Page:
This evening, Mia Borders finishes her month long, Wednesday night residency at the Maple Leaf Bar on Oak Street.Â New Orleans has always produced new talent, but this young woman deserves a listen by anyone who is fascinated by the link between soul and pop.Â She fronts a standard rock band- bass, lead guitar and drums- but their sound is anything but standard.Â With compelling songs that come with a sense of immediacy, Borders is a dynamo on stage.Â I saw her open for Troy â€œTrombone Shortyâ€ Andrews at the Wednesdays at the Square series last week and was struck by her poise in front of an overflow crowd that was clearly waiting for Troy.
Bernard â€œBunchyâ€ Johnson, an acclaimed New Orleans drummer, businessman and actor was laid to rest on Saturday, March 27, 2010.Â His funeral was held at Trinity Episcopal Church on Jackson Avenue in the heart of the Garden District.Â The TremÃ© Brass Band was hired to perform and numerous other musicians joined in tribute.
Several drummers joined the venerable “Uncle” Lionel Batiste (pictured) and Benny Jones of theÂ TremÃ© Brass Band in paying their respects to the deceased drummer including Kerry Brown, Frank Oxley, Gerald French and Anthony Bennett along with assorted hand drummers and percussionists.
Other musicians including the banjoist Carl LeBlanc and the trumpeter Wendell Brunious alsoÂ joined in the jazz funeral.
After parading up Jackson Avenue, the ensemble paused at the corner of Prytania Street for the ritual of cutting loose the body.Â They proceed to make a U-turn and returned to the church.Â The jazz funeral concluded with a fitting raucous percussion jam in the church’s circular driveway.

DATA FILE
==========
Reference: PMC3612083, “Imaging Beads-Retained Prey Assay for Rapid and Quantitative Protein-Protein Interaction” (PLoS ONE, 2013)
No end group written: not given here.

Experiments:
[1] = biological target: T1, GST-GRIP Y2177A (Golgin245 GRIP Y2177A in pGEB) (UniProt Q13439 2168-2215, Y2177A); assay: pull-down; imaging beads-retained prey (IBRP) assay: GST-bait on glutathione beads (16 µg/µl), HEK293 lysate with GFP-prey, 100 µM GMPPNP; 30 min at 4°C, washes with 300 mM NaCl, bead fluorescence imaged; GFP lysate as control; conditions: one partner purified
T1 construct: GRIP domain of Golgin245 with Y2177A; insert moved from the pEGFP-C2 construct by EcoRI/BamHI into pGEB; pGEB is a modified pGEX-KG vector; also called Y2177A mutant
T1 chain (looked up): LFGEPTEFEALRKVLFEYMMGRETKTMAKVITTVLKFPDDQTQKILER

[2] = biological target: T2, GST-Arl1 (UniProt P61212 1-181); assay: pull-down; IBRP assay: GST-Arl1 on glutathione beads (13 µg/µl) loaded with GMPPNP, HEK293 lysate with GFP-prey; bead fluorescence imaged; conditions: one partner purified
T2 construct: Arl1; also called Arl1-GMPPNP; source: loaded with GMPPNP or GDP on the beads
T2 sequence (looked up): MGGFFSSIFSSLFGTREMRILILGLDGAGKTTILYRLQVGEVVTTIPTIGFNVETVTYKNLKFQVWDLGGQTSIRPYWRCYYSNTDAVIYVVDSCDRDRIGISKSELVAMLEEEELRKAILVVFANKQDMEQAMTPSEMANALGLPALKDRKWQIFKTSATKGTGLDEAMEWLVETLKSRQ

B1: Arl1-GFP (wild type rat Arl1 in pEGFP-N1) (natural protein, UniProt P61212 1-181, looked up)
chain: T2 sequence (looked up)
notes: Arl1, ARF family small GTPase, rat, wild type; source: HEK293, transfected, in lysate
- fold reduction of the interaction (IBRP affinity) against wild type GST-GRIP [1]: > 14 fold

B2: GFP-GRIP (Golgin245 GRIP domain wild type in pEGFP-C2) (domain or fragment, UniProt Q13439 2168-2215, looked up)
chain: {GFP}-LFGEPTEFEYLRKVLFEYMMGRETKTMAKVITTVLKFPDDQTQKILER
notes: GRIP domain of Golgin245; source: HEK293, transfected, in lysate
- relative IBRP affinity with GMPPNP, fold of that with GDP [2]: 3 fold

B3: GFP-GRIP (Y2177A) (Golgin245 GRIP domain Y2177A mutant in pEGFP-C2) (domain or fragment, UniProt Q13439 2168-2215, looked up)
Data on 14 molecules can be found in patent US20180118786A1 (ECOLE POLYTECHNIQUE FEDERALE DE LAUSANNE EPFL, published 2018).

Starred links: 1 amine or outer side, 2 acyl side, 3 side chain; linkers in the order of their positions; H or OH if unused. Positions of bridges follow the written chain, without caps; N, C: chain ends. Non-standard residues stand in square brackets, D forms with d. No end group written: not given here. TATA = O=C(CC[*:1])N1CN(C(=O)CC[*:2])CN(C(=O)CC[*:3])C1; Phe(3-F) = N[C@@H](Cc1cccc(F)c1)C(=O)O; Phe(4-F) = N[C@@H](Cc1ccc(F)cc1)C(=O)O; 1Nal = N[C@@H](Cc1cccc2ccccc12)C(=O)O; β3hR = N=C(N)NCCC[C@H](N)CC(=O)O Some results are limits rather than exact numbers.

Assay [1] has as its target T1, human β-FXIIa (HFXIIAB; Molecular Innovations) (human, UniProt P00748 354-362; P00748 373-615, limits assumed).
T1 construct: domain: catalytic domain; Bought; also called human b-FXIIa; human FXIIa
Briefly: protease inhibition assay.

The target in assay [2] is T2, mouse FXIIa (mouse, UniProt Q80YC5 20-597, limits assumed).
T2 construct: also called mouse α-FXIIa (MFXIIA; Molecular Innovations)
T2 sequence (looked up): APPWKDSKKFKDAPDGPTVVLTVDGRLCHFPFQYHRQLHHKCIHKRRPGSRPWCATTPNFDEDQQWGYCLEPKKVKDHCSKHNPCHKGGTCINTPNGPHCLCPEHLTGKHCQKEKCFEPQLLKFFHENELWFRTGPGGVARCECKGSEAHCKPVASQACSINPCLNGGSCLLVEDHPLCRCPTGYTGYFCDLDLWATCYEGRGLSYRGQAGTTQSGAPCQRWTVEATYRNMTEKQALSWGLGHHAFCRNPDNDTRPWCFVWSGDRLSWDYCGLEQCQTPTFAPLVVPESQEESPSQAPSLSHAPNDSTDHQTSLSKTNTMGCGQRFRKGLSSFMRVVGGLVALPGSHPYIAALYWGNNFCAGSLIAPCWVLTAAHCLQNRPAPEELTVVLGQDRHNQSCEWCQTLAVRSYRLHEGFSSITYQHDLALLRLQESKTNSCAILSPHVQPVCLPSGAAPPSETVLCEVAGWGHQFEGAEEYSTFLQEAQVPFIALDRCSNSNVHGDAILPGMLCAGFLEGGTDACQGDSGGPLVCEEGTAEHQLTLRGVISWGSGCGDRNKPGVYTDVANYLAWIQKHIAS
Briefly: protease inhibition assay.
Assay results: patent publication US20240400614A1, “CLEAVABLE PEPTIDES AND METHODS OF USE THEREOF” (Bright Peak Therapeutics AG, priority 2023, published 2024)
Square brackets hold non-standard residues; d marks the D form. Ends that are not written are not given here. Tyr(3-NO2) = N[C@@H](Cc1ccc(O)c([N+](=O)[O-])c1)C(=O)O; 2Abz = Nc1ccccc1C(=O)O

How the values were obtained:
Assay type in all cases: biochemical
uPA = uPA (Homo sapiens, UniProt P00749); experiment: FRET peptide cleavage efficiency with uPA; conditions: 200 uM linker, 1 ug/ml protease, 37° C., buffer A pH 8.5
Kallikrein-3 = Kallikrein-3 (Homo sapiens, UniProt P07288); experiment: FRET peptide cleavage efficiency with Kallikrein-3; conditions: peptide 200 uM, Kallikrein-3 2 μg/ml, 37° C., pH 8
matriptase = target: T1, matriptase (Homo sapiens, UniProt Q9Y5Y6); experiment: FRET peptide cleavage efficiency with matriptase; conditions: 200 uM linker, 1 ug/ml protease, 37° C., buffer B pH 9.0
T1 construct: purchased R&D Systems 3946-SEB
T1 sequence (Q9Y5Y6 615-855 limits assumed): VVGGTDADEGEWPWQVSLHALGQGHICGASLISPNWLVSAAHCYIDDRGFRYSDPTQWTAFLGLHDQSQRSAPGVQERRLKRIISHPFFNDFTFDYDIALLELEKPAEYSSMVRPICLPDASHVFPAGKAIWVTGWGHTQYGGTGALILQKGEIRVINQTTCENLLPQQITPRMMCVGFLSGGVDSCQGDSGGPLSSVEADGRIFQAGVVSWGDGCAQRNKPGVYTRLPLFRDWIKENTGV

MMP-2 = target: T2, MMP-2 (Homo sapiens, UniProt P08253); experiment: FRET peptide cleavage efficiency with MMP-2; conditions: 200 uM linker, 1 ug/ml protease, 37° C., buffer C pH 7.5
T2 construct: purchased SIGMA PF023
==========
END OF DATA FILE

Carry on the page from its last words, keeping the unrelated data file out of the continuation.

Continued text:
Photo credits- Kim Welsh
Yesterday the Mardi Gras Indian Council and R.E.A.L. put on one of the better Super Sunday parades in recent history.Â Dozens of tribes were out including at least two gangs from C.T.C. (cross the canal- as in the lower 9th Ward), including the Red Hawk Hunters, and one, the Mohawk Hunters, from the West Bank.Â The Hard Head Hunters, a relatively new tribe had the most members in suits, although the Cheyenne and the Blackfoot Hunters represented strongly as well.
One of the most exciting aspects of the Mardi Gras Indians is how some tribes choose to repeat similar motiffs, such as the Wild Man from the Mohawk Hunters, shown above (photo credits- Dylan Stansbury), who always wears moss and a full face mask, and others choose to reflect current events in their beading- see the close up of the patch shown below referencing Barack Obamaâ€™s historic presidential campaign slogan.Â Incidentally, other patches on this particular Indianâ€™s suit actually had beaded images of the Commander in Chief.
All the new bands out there could take a cue from the Honey Island Swamp Band on how to take care of business. Their attention to the details of getting publicity has been paying off.Â They won a Best of the Beat award for emerging artist and have been nominated for best â€œroots rockâ€ band for the Big Easy awards.
In case you were wondering, Best of the Beat is a popularity contest with the winners chosen by readers of Offbeat magazine.Â The Big Easy awards are sponsored by Gambit and the winners are chosen by a committee of music business professionals (full disclose-I sit on the Big Easy Committee).Â So the band has both the people and the industry covered- commercial and critical success are two key ingredients needed to make it in the music biz.